Developing the Career Objective
The format for the career objective can be arranged to a person's unique background or wishes, and is of great help in organizing this difficult portion of the resume.
At the simplest level, the career objective may be stated as a professional designation, followed by a specialty area in that field. e.g. Electrical Engineer - Research & Design, or Public Accountant - Auditing and Taxes, or Sales Representative - Industrial Hardgoods and Equipment.
The next level of sophistication in a career objective statement may simply state that an entry-level position is desired, followed by a comment on the functional area of work, e.g. Entry-level Bank Management Trainee-Loans, or Entry-level Store Management Trainee-Merchandising, or Social Service Trainee-Child Welfare.
After these simple formats, the matter becomes more difficult. There are a number of ways to organize career objectives.
The Short-Term/Long-Term Format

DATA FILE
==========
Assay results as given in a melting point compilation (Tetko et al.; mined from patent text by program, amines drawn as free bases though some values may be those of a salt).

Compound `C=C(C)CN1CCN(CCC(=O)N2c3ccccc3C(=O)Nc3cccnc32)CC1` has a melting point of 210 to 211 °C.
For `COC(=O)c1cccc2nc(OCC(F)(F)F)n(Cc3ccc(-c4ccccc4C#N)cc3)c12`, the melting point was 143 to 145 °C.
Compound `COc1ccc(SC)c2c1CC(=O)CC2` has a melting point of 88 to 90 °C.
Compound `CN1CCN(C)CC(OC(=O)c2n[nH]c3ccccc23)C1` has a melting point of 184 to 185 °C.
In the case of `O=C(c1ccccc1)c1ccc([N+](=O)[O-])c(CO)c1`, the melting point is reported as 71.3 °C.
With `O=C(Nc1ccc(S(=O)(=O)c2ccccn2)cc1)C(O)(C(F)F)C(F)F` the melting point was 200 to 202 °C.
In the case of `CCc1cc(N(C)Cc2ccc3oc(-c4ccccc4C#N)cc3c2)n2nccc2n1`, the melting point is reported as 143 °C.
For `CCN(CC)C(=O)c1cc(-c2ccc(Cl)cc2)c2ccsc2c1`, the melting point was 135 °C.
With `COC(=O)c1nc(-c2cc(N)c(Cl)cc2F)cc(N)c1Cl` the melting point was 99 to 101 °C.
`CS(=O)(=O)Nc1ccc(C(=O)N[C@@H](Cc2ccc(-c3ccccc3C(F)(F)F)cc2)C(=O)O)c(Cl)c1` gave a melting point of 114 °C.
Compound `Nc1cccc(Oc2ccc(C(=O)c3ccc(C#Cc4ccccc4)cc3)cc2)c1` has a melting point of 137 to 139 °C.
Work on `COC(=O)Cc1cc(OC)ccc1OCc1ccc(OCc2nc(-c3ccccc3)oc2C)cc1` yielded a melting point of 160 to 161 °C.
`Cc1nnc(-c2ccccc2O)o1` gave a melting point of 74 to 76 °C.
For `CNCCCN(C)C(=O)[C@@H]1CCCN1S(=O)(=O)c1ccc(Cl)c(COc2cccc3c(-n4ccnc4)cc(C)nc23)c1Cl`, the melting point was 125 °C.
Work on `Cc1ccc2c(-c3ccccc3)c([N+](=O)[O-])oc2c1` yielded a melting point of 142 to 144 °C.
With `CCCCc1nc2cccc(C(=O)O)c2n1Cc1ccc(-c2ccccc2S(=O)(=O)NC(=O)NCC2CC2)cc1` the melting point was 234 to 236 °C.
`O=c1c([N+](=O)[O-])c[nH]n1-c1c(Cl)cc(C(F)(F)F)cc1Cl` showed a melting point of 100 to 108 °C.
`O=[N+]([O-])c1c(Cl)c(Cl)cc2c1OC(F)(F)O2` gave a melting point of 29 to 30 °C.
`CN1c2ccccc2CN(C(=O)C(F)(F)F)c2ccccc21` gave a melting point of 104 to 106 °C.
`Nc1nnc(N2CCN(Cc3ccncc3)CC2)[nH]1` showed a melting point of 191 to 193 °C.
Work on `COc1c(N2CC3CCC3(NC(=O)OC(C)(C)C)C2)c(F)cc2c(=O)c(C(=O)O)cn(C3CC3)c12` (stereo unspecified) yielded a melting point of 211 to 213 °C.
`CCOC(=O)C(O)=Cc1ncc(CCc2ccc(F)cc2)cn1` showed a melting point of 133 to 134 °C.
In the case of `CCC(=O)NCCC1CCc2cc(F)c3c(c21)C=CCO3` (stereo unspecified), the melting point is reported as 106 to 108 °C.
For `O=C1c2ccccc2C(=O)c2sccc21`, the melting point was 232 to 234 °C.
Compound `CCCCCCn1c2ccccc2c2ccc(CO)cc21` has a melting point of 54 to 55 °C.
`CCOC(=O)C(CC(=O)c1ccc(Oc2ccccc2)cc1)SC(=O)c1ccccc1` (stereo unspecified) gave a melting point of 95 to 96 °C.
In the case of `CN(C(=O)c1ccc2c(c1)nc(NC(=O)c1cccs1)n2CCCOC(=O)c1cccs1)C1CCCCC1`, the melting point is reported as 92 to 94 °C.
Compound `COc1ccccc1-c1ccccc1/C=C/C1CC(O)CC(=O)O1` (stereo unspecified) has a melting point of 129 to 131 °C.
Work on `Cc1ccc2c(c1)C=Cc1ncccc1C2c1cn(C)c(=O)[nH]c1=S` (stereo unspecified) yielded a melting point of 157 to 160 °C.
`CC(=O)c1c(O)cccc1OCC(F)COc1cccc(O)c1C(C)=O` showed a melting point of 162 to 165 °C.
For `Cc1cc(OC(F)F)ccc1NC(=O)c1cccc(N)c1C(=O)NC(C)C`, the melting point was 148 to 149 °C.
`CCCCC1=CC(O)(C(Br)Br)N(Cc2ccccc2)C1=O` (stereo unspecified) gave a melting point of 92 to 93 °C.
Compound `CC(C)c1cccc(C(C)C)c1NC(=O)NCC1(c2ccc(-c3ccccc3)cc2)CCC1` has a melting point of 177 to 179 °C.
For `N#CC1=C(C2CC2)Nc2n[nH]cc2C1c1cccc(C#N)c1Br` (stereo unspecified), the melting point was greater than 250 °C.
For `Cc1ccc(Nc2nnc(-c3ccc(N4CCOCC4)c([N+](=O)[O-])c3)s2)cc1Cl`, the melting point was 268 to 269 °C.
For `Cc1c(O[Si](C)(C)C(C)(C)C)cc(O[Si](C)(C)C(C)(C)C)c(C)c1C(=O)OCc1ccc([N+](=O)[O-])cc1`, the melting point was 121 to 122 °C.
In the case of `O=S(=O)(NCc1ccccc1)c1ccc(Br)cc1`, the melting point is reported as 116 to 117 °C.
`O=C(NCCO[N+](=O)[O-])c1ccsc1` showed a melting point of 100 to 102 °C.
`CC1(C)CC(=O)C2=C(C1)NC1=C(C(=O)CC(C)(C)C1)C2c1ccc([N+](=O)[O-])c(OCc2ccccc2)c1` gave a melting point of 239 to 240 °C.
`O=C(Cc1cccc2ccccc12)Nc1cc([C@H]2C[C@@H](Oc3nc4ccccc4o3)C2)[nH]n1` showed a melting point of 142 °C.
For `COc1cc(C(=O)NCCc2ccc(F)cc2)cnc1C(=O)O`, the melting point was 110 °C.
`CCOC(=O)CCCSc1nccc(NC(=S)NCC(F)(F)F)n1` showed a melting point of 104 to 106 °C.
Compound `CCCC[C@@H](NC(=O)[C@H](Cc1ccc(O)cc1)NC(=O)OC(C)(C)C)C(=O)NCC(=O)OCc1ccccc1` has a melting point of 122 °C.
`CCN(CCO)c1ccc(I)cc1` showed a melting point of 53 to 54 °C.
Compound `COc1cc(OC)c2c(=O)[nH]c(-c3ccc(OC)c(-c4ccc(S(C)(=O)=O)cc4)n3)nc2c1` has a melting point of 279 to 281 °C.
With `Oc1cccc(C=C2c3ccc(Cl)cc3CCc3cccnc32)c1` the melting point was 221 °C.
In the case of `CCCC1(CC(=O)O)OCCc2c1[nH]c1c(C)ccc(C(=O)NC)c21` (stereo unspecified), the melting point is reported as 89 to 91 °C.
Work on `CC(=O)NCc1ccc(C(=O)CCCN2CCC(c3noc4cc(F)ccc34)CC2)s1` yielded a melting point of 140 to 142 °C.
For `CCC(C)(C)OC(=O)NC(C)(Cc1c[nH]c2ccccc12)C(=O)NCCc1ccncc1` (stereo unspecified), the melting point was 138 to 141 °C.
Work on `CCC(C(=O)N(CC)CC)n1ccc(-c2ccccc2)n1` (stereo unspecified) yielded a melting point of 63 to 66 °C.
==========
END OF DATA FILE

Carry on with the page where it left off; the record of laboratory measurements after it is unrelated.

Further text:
Entry-level Accounting Trainee with an Industrial Firm.
Progression to Comptroller function, with responsibilities for a number of accounting systems and policy responsibility for fiscal affairs of a corporation.
The Functional Format
Functional Work Objective:
Position that includes responsibilities for systems analysis and creating data systems for maintenance of records, evaluation of programs, and projection of future sales trends.
The Skills Format
Position that requires knowledge of decision-making models, and application of models to marketing and production planning.
General Sales Representative with company that produces soap, toiletry, or food products.
Position that requires knowledge of COBOL, RPG II, and BASIC, and that requires sales/customer service abilities in the software industry.
When functional or skills types of objectives are used, the work experience section or the education section of the resume should reflect the abilities and wishes set forth in the objective statement.
Career objective statements should avoid terms such as: opportunity for advancement; a challenging position; position dealing with people; a progressive company; position that requires creativity; a company that recognizes...; a chance to...
While these terms may sound nice to the job applicant, they have little meaning to the person who will make a decision for an interview invitation, and in fact may indicate that the candidate has no idea about objectives. The candidate who applies vagueness will get a vague response in return.
Copyright CPC Annual. Reprinted with permission.